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winter 2013 PArtnerS
one of the enduring images of agriculture is a plough running
through soil, carving large furrows in the earth. For millennia
land was tilled by hoes or ploughs pulled by animals. Only in the
past two centuries has mechanisation redrawn the iconic imagery of
land under cultivation.
Ploughing soils began in rich, fertile farmlands, such as the nile Delta,
and in the cradle of agriculture in the tigris and euphrates river systems
of iraq. the renewal of these soils, such as by the annual inundation in
the nile Delta, helped ensure these lands remained productive.
the process of tilling soils in dry countries such as Australia proved
less successful. Declining fertility was a by-product of continual
disturbance of soils. nutrients, micro-organisms, moisture and trace
elements, all essential to maintaining productive cropping, were lost
as soil structures broke down. A consequence of this breakdown was
reduced resilience against pests and diseases. A new approach to soil
management was needed.
An increasing awareness of the fragility of the environment also
prompted a rethink of how soils were managed. Agricultural science
was able to maintain and reverse declines in soil productivity in the
short-term through a focus on managing environmental stresses in
combination with new varieties.
what became increasingly clear was that a better way was needed
to deliver long-term sustainability by nurturing soils through trying to
restore and maintain a natural balance within soils.
the solution was found in a new approach—conservation
CA is centred on the principles of minimising soil disturbance
to maintain and restore fertility; adopting permanent groundcover
through the use of stubble and straw, and seeding via specialised
equipment to minimise soil disturbance; and diversifying cropping
rotations to improve fertility and enhance pest and disease control.
while there remains debate in scientific circles about the full benefits
of CA, tailored approaches to local conditions have consistently been
proven to lift yields among smallholder farmers.
this issue of Partners tells the story of ACiAr’s program to extend
CA to parts of the developing world in South Asia, Africa and China.
A feature of ACiAr’s program to extend CA is found in knowledge-
sharing, notably in a recent partnership linking African nations to
indian and Australian expertise.
Several themes also run through CA projects: reducing manual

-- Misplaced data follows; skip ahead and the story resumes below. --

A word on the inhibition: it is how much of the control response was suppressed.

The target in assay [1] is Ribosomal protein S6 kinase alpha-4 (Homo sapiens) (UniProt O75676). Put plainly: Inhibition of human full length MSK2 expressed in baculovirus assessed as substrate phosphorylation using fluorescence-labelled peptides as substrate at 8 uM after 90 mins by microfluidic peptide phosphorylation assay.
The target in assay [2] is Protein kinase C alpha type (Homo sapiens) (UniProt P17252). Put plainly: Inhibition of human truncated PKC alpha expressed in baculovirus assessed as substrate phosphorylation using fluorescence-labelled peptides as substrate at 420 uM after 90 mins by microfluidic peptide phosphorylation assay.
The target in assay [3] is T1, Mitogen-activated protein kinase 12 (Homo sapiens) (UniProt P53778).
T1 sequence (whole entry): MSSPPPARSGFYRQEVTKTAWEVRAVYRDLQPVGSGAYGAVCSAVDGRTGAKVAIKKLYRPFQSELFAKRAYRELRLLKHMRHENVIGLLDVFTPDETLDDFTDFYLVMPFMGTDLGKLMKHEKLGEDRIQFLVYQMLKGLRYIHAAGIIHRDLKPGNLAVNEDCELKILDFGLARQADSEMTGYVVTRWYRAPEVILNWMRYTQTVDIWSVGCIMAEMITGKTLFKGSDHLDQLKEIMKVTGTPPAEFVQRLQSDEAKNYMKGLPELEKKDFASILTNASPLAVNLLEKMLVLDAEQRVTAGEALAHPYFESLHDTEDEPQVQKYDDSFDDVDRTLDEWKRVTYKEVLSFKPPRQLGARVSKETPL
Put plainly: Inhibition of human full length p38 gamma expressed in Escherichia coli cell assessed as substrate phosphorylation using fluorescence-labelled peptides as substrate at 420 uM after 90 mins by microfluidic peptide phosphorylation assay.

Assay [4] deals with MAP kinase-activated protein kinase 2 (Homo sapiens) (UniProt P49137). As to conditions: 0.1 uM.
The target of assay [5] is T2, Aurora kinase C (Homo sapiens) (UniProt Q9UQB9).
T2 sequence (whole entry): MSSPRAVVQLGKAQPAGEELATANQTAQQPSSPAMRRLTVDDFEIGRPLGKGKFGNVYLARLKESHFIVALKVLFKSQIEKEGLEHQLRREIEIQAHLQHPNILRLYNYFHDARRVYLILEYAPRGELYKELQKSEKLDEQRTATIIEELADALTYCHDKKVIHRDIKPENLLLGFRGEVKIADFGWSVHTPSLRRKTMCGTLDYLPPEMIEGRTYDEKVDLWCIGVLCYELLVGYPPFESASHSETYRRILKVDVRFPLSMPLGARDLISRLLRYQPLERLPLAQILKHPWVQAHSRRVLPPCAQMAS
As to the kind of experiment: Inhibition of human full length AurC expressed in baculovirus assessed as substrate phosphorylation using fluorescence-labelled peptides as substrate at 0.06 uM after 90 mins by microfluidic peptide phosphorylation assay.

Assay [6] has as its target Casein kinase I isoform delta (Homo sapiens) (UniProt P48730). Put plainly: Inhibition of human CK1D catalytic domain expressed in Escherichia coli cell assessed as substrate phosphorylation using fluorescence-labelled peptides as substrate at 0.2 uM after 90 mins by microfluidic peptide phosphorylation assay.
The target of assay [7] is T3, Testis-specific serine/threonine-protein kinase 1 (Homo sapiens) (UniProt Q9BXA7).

labour, both through practical approaches to CA and through the
introduction of mechanisation; adapting CA to local environments and
constraints; the importance of appropriate policy settings to support
CA; and the ability of CA approaches to reduce water use.
the revolution in CA in india and Pakistan is reported, including
developments of the Happy Seeder and other technologies. From this
base, ACiAr has worked to further CA in Bangladesh (page 14), iraq
(page 20) and Africa (page 16).
today, Australia has a higher percentage of land under CA than any
other country. ACiAr is working to share the Australian experience and
the benefits with the dryland areas of the developing world. n
Rethinking soil management
Yield growth the weak link in the food
the world once again faces the need to quickly
increase the yield of staple cereals to meet rapid
growth in global demand. with Green revolution
solutions to yield gains no longer viable options, the
challenge is creating the need for a new package of
A primer on conser vation agriculture principles,
techniques, adoption figures and ACIAr involvement.
Drilling into a revolution
Four ‘revolutions’ in conser vation agriculture in India,
in which ACIAr is a partner, are helping ensure the
region’s food bowl continues to meet an accelerating
demand for grain.
raised beds prove their worth
the versatility of conser vation agriculture was
demonstrated in Pakistan, where trials were found to
vastly decrease hardships for wheat–maize croppers.
But no progress is ever truly possible without a
broader social coalition willing to drive it.
new technologies ease the burden 14
Properly adapted conservation agriculture
technology delivered alongside sweeping agronomic,
environmental and productivity innovations are
helping Bangladeshi rural communities escape poverty.
Muscle to machines: cutting
labour drudgery in Africa
Drawing lessons from Australia, Bangladesh and
India, a new ACIAr/AIFSC-funded project in Africa will
help mechanise conser vation agriculture and relieve
women of exhausting manual labour.
technology returned to
Conservation agriculture as practised in Australia has
proven to be a viable technology in war and drought-
scarred Iraq, where it has been introduced within a
package of assistance provided by Australia to help
rebuild Iraq’s agricultural sector.
A feature of ACIAR’s program to extend conservation agriculture
is found in knowledge-sharing, notably in a recent partnership
linking African nations to Indian and Australian expertise.
Australian Centre for International Agricultural Research (ACIAR), aciar.gov.au
GPO Box 1571, Canberra ACT 2601, Australia
© Australian Centre for International Agricultural Research (ACIAR)
This work is copyright. Apart from any use as permitted under the Copyright Act
1968, no part may be reproduced by any process without prior written permission
issn 1031-1009 (Print)
issn 1839-616X (online)
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